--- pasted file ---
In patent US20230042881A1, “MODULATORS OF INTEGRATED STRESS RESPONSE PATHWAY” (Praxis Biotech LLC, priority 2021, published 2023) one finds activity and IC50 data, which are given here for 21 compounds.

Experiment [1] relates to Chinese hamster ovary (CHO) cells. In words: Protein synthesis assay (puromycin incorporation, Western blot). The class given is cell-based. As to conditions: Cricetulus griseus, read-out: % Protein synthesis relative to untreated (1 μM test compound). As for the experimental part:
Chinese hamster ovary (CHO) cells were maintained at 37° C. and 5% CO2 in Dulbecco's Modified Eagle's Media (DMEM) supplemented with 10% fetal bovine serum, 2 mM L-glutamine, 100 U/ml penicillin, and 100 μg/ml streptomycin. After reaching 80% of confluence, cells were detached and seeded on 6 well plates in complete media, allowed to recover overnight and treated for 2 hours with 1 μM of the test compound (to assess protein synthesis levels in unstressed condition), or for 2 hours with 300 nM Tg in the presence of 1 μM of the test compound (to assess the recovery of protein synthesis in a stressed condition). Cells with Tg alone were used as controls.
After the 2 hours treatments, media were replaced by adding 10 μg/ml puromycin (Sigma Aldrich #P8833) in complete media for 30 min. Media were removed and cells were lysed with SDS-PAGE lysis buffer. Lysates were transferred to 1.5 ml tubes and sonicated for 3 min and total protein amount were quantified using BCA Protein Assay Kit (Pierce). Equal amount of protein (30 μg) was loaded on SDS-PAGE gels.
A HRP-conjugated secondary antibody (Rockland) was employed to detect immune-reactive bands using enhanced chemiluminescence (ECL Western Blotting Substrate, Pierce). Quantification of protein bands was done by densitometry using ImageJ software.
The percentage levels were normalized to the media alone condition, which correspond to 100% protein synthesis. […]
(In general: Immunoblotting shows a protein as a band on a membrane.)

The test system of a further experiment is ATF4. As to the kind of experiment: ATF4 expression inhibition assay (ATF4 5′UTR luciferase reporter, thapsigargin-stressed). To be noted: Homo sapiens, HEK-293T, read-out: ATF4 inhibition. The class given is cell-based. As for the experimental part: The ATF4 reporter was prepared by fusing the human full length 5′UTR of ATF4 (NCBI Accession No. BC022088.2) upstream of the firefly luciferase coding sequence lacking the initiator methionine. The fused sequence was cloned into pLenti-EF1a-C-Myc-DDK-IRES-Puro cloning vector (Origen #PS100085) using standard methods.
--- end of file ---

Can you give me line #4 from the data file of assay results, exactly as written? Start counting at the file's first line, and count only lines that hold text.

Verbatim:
After the 2 hours treatments, media were replaced by adding 10 μg/ml puromycin (Sigma Aldrich #P8833) in complete media for 30 min. Media were removed and cells were lysed with SDS-PAGE lysis buffer. Lysates were transferred to 1.5 ml tubes and sonicated for 3 min and total protein amount were quantified using BCA Protein Assay Kit (Pierce). Equal amount of protein (30 μg) was loaded on SDS-PAGE gels.